32 Thornton, Autobiography; for a recent discussion of Thornton's manuscripts, see Anselment, Raymond A., “Seventeenth-Century Manuscript Sources of Alice Thornton's Life,” Studies in English Literature, 1500–1900 45, no. 1 (February 2005): 135–55CrossRefGoogle Scholar.

33 Webster, Tom and Shipps, Kenneth, eds., The Diary of Samuel Rogers, 1634–1638 (Woodbridge, 2004), 1 (hereafter Webster, Diary)Google Scholar.

34 Macfarlane, Diary, 1–13; Webster, Diary, 1–4; Richard Parkinson, ed., The Life of Adam Martindale (hereafter Parkinson, Martindale), Chetham Society, o.s., 4 (1855), 1 ff.; Oxford Dictionary of National Biography (hereafter ODNB), s.v. “Evelyn, John.”

35 Examples of this include Henry Newcome, Grace Mildmay, and the author of “The Secret Travell,” MS A.7.64, CL; for Mildmay, see Warnicke, Retha M., “Lady Mildmay's Journal: A Study in Autobiography and Meditation in Reformation England,” Sixteenth-Century Journal 20, no. 1 (Spring 1989): 55Google Scholar.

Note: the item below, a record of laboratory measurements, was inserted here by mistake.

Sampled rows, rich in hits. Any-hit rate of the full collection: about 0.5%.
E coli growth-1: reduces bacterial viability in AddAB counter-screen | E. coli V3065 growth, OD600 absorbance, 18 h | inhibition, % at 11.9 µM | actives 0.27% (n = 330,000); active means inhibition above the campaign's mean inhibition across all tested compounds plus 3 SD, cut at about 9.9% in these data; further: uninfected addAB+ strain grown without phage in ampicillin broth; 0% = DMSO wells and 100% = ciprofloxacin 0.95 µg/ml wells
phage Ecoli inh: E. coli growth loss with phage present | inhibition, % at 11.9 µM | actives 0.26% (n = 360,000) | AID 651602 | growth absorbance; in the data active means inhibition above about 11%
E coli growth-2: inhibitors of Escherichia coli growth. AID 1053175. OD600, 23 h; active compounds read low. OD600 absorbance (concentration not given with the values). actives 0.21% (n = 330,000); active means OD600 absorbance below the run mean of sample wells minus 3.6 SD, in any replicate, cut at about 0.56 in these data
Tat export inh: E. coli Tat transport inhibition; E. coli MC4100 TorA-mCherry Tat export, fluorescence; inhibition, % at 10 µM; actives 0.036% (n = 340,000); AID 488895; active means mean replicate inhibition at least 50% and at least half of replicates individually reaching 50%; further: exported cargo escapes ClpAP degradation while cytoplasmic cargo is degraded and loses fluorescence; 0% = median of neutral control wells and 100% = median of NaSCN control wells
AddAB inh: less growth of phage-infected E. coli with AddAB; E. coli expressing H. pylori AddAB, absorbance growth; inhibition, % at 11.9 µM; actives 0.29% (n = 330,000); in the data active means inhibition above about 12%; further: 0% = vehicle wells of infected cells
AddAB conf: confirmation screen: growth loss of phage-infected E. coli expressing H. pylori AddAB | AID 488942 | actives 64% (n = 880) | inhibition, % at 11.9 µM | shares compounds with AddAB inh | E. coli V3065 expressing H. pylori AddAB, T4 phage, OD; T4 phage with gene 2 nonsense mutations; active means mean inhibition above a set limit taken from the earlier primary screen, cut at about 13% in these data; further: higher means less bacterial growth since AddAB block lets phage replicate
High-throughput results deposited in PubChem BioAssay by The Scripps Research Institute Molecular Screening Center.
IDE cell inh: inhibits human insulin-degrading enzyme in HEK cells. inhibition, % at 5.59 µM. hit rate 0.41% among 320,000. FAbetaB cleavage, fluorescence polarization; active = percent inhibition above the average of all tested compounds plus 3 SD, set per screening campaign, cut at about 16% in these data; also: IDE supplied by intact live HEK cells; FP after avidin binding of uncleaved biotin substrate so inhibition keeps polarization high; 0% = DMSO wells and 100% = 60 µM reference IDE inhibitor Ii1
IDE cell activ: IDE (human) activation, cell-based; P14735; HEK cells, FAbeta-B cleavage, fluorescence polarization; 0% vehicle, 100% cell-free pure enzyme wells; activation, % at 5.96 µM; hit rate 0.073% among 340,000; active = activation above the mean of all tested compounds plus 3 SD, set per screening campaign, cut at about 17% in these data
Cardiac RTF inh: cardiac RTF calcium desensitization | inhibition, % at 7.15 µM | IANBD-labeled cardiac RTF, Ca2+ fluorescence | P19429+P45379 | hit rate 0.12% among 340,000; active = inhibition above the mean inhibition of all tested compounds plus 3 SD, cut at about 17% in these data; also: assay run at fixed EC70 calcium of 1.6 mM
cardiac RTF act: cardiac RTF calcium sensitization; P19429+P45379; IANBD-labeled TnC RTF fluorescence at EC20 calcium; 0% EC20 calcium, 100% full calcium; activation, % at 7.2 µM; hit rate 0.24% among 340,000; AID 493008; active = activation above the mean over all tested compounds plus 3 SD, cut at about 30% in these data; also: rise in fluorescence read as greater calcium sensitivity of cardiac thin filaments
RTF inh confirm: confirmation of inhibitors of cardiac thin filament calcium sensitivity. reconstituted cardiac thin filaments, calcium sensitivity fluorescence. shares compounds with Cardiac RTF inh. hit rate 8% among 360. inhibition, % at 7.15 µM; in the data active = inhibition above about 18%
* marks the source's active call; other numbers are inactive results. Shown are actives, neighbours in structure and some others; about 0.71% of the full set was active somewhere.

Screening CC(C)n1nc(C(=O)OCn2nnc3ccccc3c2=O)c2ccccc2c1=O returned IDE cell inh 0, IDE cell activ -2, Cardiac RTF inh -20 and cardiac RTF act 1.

36 “The Secret Travell,” MS A.7.64, fol. 1r, CL.

37 Nehemiah Wallington, “Letters on Religious Topics,” Sloane MS 922, fols. 2r, 2v–5v, BL; “A Memoriall of Gods Judgments upon Sabbath Breakers, Drunkerds and Other Vile Livers,” Sloane MS 1457, fol. 3r, BL; and “A Record of the Mercies of God: or, A Thankefull Remembrance,” MS 204, Guildhall Library, London (hereafter GL), unpaginated leaves before text.

38 After-Dissenters, or after-Nonconformists, were conforming clergy who resigned or were ejected in the twenty-six-year period following the mass ejections on St. Bartholomew's Day 1662.

39 “A Narrative; or, An Historicall Account of the Most Materiall Passages in the Life of John Rastrick,” MS HM 6131, fol. 1v, Henry E. Huntington Library (hereafter HEHL). References to the manuscript are by permission of the Huntington Library, San Marino, CA. See also The Life of John Rastrick, 1650–1727, ed. Andrew Cambers (Cambridge, forthcoming). Other autobiographers, such as Alice Thornton, also described themselves in the third person; see Thornton, Autobiography, 75.